While Public Health France lists around a thousand cases of monkeypox in France, mainly in Île-de-France, “the epidemic that we observe” approximate “of a sexually transmitted infection”testifies on franceinfo Dr Benjamin Davido, infectious disease specialist at the Garches hospital in the Hauts-de-Seine.
>> Monkey pox: eligible populations, waiting times, injection methods… Five questions about vaccination
franceinfo: Is it a disease to be taken seriously?
Dr Benjamin Davido: Yes, absolutely. In reality, we wanted so much at the beginning not to stigmatize the population at risk [les hommes ayant des relations homosexuelles] that we stayed with historical descriptions of monkeypox in its original version, that is to say the epidemic that raged in Africa. In reality, what we observe today is typically the presentation of a sexually transmitted infection with sometimes lesions that are very difficult to discern, which can be very small and pass for a completely common disease. And unfortunately, the fact of missing the diagnosis means that we will not consult and that we will contaminate.
Is it considered a sexually transmitted disease?
This is the annoying question. Officially, the Anglo-Saxons speak of a sexually transmitted infection, but not of a sexually transmitted disease. In fact, there are elements in certain publications on series of small cases which show that the sperm of sick patients was also contaminating. It is highly likely that this definition will change.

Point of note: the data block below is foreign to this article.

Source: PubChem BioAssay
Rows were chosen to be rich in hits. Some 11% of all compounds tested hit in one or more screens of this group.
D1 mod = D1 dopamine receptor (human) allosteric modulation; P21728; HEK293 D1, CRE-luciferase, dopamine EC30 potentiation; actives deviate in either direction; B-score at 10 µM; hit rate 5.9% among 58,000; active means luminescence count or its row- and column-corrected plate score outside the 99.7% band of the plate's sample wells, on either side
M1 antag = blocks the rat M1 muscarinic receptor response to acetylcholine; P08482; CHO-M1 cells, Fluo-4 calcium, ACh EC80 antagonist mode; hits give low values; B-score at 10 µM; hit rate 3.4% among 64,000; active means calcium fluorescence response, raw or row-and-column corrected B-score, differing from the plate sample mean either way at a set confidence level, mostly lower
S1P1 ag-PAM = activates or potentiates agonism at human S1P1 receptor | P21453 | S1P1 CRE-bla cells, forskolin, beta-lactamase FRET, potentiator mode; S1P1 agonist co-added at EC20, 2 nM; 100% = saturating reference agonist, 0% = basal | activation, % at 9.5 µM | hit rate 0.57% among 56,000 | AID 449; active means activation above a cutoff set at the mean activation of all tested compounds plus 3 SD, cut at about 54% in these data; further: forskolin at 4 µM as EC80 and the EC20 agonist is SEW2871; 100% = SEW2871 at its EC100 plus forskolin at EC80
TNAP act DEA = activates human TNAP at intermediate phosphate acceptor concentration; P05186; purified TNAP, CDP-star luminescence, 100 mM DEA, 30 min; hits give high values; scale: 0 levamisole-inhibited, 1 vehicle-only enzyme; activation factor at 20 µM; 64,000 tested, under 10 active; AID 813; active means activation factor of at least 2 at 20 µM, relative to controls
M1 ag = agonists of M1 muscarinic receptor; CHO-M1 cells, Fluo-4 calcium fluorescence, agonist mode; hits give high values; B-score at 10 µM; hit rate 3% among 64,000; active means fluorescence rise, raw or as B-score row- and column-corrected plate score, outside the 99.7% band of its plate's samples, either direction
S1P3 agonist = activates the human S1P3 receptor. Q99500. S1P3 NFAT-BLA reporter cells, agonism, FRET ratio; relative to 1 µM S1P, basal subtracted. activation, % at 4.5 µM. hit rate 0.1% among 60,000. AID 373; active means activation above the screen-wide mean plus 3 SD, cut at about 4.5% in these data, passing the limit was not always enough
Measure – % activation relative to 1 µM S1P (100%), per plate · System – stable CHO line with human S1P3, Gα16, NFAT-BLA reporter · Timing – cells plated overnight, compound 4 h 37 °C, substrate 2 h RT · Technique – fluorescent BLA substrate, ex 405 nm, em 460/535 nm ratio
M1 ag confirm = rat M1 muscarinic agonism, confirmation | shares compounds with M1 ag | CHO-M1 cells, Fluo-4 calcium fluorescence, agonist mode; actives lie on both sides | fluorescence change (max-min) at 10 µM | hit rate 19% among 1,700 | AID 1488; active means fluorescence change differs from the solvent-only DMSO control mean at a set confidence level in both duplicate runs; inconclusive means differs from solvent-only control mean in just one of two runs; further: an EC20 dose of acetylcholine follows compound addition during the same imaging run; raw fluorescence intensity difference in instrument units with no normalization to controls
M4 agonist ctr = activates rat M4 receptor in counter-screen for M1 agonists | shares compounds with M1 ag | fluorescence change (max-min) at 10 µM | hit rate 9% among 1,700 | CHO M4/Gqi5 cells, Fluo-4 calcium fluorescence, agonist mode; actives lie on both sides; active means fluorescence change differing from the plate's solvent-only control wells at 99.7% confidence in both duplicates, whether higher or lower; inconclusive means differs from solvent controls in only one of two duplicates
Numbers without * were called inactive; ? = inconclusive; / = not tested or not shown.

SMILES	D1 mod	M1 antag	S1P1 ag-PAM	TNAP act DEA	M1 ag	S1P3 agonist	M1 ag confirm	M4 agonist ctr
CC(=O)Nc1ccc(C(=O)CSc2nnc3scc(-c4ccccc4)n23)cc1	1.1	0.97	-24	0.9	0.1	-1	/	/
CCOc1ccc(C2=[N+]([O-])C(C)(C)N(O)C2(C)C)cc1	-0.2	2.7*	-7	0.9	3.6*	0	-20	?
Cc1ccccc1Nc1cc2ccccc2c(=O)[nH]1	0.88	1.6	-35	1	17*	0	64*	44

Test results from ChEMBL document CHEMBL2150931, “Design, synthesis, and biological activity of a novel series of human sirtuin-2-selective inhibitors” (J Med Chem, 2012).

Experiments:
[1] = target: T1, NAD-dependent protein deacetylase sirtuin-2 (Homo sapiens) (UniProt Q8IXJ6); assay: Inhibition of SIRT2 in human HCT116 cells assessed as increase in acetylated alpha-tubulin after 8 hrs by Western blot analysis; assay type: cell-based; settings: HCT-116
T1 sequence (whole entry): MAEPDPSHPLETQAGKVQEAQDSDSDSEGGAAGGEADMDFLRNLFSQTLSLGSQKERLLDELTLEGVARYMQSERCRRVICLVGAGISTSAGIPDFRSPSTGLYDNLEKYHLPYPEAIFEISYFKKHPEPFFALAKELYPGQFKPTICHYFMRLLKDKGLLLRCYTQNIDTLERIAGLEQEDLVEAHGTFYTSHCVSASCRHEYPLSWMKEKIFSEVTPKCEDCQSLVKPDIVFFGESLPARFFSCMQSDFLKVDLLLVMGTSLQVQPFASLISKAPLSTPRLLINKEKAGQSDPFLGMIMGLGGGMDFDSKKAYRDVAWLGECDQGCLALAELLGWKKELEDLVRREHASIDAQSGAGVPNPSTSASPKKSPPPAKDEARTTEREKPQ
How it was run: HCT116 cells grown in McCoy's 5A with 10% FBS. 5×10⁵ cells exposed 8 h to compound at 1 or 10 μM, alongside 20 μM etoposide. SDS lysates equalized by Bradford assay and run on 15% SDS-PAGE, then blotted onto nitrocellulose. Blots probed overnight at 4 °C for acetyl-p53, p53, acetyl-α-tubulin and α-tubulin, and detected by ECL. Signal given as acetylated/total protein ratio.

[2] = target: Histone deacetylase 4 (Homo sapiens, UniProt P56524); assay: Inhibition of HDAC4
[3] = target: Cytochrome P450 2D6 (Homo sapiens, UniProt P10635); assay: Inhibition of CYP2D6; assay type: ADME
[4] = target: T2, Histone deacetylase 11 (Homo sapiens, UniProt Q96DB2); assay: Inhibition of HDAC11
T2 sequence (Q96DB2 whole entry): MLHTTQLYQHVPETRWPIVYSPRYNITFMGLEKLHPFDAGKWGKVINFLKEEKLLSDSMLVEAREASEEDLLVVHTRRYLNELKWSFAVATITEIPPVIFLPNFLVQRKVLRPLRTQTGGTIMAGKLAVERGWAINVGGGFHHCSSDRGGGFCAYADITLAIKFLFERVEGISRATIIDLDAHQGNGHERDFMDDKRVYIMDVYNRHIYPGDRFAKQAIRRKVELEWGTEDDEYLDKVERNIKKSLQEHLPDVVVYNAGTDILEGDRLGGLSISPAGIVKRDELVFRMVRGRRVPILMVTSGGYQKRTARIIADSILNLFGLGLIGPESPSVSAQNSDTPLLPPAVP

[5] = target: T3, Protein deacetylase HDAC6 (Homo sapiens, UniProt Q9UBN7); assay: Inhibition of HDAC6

“Until then we did not talk about that because we were based on the disease that we know, which has no or very little transmission on very close reports. But we can see that it is a disease which, affecting the genitals, is partly sexual.”Dr Benjamin Davido, infectious disease specialist
Were there more serious evolutions of the disease?
We know that there can be severe forms. The risk is to infect immunocompromised people, for example, and there are also hospitalized patients. It obviously remains on the margins but we ourselves had a patient who had a severe ENT form. And then one of the complications may be superinfection.
Where are we with the vaccine that exists today?
You have to be very modest. What we can hope for is an effectiveness of at least 60% and we hope that this vaccination will slow down, if not extinguish, the epidemic. We were late in relation to the fact that we had a logistical concern, in terms of organization and accessible doses. This decision [l’ouverture de la vaccination préventive] has in any case been the right one, very clearly, because the objective is a preventive vaccine, it is not to wait until we are in the detection of contact cases to go and vaccinate those who wish it . The problem is that today we based this vaccination on phone calls. it corks to the standard, very clearly. We receive around 80 calls in one morning and we keep around 20 appointments.